Msnowe's Blog

Someone’s in the Kitchen with Dinah

Posted in Uncategorized by m.snowe on March 17, 2010

Someone’s still in the kitchen, tinkering with some Dinah story?

Myth telling, by nature, is variational. There are multiple interpretations or ways of telling for any one myth. For example, look at the expanding stories that spread across time and cultures when you think of the practically mirror-imaged gods of the ancient Greeks versus the ancient Romans. They use different names, and the stories have different details, but we invoke them interchangeably. Zeus, for all intents and purposes, is Jupiter. Similarly, the bible uses four different gospels, all essentially saying the same thing, but some gospels omit details that others include, etc., and so on. Oral tradition made a story’s malleability all the more apt, like a game of telephone, and to some extent, people are still willing to accept the odd reordering of classic stories for whatever reason. Perhaps it’s an ancient human necessity, a multiplicity of story options, rising out of our primordial goo.

Somehow, somewhere along the line, the meaning of the word “myth” as a religious narrative was eclipsed by an overarching sense of a mythical story’s inherent falsehood, and it became synonymous with “lie.” Somewhere, it stopped being primarily pedagogical and started being cute, ridiculous, bawdy, too simplistic, you name it–a multitude of sins. “Religion,” on the other hand, still smacks of the real, the serious, the important. But isn’t the bible just a big contributor volume (side note: that would’ve been a pain in the ass to commission editorially) of myths? Yeah, that’s blasphemous, but it’s true–modern biblical hermeneutics has shifted away from biblical literalism, i.e. “this Old Testament story is true, every last, sacred bit,” and towards a more practical approach to allegorical interpretations. It’s less about the order of events or veracity, and more about what you are able to glean from the stories themselves–their message. That doesn’t mean they shouldn’t be enjoyable, or intimidating, or humbling.

So in comes m.snowe with her ruminations on The Red Tent by Anita Diamant, a little over a decade too late for the hubbub surrounding it’s release. This book combines all of the topics discussed above: myth-making, bible interpretation, human interest in retelling, remodeling a message for a modern audience. This book does a little bit of everything, in a thankfully god-less way—lady storytelling, bloodshed, cool Egyptians, caravans, you name it. But that doesn’t mean it’s not preachy. The book intimately and intensely subjects you to the harshness of childbirth and the powerlessness of women, especially in the time of the tribe of Abraham. It actually would’ve been even better to have seen some more up-close and personal descriptions (Dinah is a midwife after all), but we’ll settle for the scene where she takes a dagger to her own vagina to save her only child.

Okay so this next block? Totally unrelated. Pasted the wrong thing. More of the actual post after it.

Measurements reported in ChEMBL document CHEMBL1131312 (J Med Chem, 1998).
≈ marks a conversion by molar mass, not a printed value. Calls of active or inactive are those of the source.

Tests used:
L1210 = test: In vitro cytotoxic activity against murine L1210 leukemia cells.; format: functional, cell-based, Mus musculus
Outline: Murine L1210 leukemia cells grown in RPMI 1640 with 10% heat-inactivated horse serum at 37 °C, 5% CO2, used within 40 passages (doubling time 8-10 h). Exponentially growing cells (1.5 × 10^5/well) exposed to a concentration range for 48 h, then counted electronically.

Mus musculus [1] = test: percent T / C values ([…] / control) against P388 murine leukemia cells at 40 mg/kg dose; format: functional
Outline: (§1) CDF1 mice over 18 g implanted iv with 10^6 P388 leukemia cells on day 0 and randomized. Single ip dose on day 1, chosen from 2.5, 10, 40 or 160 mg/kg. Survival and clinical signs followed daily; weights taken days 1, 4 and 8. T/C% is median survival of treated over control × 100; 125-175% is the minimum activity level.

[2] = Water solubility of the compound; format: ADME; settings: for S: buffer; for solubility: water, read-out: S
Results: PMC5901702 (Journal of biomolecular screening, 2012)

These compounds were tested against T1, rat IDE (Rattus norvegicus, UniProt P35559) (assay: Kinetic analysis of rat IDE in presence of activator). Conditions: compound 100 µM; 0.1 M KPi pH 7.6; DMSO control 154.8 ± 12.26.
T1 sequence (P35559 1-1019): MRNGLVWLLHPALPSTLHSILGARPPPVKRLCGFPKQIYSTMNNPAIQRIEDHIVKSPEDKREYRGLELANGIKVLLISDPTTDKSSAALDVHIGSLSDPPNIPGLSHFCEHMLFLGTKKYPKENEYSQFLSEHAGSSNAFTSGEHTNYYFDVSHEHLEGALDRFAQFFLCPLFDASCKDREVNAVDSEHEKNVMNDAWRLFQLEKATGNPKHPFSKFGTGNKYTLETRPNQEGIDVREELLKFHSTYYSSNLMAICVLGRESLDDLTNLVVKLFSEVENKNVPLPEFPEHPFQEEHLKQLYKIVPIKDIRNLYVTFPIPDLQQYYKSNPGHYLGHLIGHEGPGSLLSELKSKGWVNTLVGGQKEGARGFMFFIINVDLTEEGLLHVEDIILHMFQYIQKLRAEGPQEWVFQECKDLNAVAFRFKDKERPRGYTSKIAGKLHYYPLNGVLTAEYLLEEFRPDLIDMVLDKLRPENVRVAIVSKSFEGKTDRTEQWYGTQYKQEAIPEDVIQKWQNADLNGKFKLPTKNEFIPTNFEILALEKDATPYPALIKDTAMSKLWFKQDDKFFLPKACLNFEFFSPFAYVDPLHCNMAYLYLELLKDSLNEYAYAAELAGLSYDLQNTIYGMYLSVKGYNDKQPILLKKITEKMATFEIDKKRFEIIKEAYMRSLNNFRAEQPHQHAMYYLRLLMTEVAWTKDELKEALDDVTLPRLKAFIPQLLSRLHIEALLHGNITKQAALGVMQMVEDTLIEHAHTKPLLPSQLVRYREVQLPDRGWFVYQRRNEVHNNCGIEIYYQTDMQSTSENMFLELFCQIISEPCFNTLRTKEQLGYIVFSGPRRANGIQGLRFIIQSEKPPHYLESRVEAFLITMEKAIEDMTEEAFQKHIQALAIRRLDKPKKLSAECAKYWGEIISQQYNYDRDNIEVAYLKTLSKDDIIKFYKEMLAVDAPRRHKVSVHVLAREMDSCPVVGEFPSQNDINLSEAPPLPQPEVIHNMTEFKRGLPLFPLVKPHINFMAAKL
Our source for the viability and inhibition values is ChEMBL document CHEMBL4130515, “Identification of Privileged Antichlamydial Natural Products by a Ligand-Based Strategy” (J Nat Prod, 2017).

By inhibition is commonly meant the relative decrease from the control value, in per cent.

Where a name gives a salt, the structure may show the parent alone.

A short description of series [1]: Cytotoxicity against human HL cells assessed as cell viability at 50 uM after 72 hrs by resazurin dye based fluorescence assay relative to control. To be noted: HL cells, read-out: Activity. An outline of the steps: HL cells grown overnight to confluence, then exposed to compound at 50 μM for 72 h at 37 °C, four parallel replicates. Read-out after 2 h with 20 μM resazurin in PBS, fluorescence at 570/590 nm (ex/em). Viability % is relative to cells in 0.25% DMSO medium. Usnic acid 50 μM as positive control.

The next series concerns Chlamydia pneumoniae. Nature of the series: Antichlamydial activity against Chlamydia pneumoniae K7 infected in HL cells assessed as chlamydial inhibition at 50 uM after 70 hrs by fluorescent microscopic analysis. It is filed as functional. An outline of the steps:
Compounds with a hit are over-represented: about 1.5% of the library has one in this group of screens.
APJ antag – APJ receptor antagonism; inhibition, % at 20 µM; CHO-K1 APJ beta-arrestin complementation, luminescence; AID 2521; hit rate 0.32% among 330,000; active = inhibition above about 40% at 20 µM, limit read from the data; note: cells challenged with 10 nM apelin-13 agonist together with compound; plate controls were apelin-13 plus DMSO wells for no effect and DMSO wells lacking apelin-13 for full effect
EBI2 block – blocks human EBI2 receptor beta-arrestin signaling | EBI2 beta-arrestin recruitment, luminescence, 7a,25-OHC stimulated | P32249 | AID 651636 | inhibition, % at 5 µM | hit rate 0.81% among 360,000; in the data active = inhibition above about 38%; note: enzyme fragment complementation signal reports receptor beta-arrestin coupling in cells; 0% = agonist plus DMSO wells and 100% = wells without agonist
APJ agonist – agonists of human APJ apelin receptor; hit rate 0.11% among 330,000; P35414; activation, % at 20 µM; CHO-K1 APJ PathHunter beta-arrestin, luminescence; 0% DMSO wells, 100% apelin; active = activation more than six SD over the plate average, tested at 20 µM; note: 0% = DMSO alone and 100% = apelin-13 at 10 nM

The story itself is compelling, if not a bit predictable (that is, if you remember the bible story) but what it does brilliantly, just by the nature of its perspective, is provide a female look at an old-as-dirt myth. It gives a female voice and presence to a story so many people know. It doesn’t do a bad job.
Then what is still irking me about it? Could it be the overt preachy-ness? Does Diamant’s need to rewrite, her hope to alter opinion impinge on her reader’s enjoyment of the story? Why shake the dust off and reconfigure an old tale, when you can create a new, just as endearing one, free from the taint of biblical definition?  Those are some things you’ll have to ask yourself, when you read it. Because despite its flaws, you should.

In a way, The Red Tent never escapes itself, despite its feminist bent, it never expands past the tent it builds for itself–women are still separate and sequestered in the book and by the book–m.snowe would be hard-pressed to find any male readers of this novel. Like the “feminine products” aisle of any drug store, it’s easy to see how this book might be shoved onto a back shelf, away from the glossy display caps up by the register. V. Woolf asked that writers strive towards androgyny–because true equality lies in the lack of care or question of gender, but this book assumes you are a woman without asking. Lovely. But if solely women’s hearts and minds were all that needed to change, then we wouldn’t be scrounging for equal pay and recognition in all things (I hope). This isn’t about building a fortress where “no boys are allowed,” it’s about opening up the tent, and creating a common ground where differences are celebrated, not segregated.

2 Responses

Subscribe to comments with RSS.

  1. Pakhit said, on April 22, 2010 at 5:41 am

    You completely missed the point.

  2. m.snowe said, on April 22, 2010 at 5:47 am

    Care to elaborate?

Leave a Reply

Fill in your details below or click an icon to log in: Logo

You are commenting using your account. Log Out /  Change )

Twitter picture

You are commenting using your Twitter account. Log Out /  Change )

Facebook photo

You are commenting using your Facebook account. Log Out /  Change )

Connecting to %s

%d bloggers like this: